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Derrick Henry isn't the bulldozer you think he is

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And that's probably a good thing.

Derrick Henry is huge.

Measuring in at 6'3, 247 pounds, the closest physical comparison that NFL Network pointed to at the NFL Combine was Super Bowl 50 MVP Von Miller. The eerily similar vertical jumps and 40-yard dash times sold the comparison well, but it doesn't serve to prove any point other than Henry is as big, fast and athletic as a linebacker.

With 2,219 yards and 28 rushing touchdowns in his final season at Alabama, the assumption is that Henry used that gigantic, high-cut frame to bulldoze through opposing defenses en route to the 2015 Heisman Trophy. But the reality is that the running back hardly ever trucked through tacklers the way you might think he did.

Instead, Henry rarely even attempted to run over defenders and it's a trait that might actually make him a more valuable prospect in the 2016 NFL Draft.

Make no mistake, Henry broke tackles during his prolific 2015 season. But almost every time that came because he used angles well and kept defenders from making clean contact.

With vicious stiff arms and the vision to put defenders out of position, Henry is far too forceful to be slowed down by attempted arm tackles.

But when confronted by a tackler able to lower a shoulder into Henry, it looked like the running back's only goal was to fall forward. Once he was wrapped up, Henry seldom tried to drag defenders.

While it meant fewer highlights for the running back, Henry averaged 5.6 yards per carry in 2015, and plenty of that has to be attributed to his determination to fall forward. He also had more than 400 touches on the season, but managed to stay healthy and steered clear of awkward falls or unnecessary damage.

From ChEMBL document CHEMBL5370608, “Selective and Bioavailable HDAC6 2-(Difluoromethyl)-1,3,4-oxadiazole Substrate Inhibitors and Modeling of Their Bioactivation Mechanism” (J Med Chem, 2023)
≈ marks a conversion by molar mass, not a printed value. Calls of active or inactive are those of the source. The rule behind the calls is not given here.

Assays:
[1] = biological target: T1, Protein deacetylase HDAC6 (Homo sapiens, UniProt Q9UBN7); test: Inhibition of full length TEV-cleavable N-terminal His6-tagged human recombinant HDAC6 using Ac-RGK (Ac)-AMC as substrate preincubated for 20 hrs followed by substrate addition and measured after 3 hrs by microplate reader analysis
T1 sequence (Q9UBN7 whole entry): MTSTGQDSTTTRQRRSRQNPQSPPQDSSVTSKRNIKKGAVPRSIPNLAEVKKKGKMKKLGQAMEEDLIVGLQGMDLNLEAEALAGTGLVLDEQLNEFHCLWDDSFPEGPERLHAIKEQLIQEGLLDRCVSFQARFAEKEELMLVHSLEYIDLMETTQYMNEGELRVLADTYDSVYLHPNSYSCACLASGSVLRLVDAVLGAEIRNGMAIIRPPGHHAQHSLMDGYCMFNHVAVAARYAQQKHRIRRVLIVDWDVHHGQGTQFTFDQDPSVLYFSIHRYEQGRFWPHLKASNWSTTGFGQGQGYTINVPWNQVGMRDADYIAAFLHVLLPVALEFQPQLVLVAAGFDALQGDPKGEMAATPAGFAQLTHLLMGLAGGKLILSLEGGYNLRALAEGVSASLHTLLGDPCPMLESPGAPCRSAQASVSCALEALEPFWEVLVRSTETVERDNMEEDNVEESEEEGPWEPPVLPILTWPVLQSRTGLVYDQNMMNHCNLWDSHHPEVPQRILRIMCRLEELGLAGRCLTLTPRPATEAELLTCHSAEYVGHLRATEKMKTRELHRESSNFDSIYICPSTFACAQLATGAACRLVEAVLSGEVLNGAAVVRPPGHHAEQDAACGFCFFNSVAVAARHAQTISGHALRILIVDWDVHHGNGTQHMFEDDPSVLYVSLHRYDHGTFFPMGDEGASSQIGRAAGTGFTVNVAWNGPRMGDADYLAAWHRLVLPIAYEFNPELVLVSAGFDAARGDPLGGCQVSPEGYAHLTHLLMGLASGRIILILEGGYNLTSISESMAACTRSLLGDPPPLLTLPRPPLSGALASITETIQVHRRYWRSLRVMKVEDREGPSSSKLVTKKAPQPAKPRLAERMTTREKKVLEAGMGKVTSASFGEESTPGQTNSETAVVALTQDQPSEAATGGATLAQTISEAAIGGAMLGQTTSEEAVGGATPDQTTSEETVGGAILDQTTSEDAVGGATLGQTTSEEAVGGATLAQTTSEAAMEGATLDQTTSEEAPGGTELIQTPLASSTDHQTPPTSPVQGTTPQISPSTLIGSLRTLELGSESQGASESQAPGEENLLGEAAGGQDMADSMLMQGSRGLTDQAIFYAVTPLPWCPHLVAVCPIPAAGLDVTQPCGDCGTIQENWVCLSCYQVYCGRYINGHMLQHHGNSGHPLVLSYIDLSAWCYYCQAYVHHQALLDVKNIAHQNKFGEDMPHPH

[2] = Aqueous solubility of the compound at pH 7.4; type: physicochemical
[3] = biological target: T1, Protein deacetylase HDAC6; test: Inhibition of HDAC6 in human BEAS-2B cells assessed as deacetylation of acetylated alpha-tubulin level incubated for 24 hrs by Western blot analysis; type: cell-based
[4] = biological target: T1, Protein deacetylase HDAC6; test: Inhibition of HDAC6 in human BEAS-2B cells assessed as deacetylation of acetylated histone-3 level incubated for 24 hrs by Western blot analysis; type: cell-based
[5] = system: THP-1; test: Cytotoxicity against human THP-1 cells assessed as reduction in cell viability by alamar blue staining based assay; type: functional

At times, Henry's refusal to keep his feet seemed to cost him potentially large gains. When 195-pound Texas A&M defensive back Justin Evans lowered a shoulder into Henry, the running back likely should've been able to keep his feet, but instead he resigns himself to going to the turf when he knows a player has him in the crosshairs.

In the NFL, Henry's best chance at being a star and a huge asset to a team is by staying healthy and durable as a bell-cow running back. With a tremendous amount of touches at the high school and collegiate levels, Henry has kept plenty of tread on the tires by not being the battering ram he probably could be.

Like a bigger and stronger version of New York Giants running back Rashad Jennings, Henry might break off an impressive play every once in a while, but his value is his ability to consistently find yardage.

Finding a reliable running back capable of avoiding negative plays and consistently falling forward is valuable, but the expectation for backs taken early in the draft is that they'll be able to create huge plays on their own. That's what makes Ezekiel Elliott the near-consensus best running back in the draft class. The Ohio State running back will almost certainly be a first-round pick thanks to his short-area quickness and lateral movement -- the traits of a running back who's able to take a 3-yard play and turn it into a highlight.

For Henry, he can take a 2-yard play and turn it into 4 or 5 yards. That's a big difference for NFL teams and the reason why he will likely be the second running back taken in the draft. If he can continue to get production without taking unnecessary hits, then Henry can be a star at the next level, too.